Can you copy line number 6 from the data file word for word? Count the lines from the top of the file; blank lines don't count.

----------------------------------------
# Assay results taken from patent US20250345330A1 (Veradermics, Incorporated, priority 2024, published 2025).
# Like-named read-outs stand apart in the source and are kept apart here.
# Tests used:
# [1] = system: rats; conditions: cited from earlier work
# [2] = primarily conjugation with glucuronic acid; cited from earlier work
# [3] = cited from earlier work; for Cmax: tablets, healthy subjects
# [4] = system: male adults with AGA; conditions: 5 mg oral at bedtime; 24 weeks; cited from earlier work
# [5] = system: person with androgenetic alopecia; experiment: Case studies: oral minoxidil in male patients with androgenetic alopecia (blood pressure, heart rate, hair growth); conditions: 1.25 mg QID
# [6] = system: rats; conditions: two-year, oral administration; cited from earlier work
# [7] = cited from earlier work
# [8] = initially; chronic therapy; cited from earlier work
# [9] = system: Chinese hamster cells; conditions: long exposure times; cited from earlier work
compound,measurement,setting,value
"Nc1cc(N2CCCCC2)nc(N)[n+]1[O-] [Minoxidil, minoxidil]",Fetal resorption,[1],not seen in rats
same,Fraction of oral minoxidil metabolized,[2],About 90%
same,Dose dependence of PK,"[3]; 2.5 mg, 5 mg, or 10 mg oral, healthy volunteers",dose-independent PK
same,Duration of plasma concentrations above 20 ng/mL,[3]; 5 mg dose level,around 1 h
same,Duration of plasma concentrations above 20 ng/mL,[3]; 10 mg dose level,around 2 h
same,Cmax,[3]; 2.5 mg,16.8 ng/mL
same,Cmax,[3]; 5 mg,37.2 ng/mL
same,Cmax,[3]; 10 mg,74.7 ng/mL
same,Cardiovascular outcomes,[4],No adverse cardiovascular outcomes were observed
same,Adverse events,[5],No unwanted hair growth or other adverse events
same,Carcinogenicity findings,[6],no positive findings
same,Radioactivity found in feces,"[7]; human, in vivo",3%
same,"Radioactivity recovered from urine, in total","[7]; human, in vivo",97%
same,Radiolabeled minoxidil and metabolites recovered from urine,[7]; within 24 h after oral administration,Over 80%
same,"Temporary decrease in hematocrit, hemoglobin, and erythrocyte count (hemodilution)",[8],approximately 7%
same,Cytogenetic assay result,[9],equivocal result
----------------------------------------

# [3] = cited from earlier work; for Cmax: tablets, healthy subjects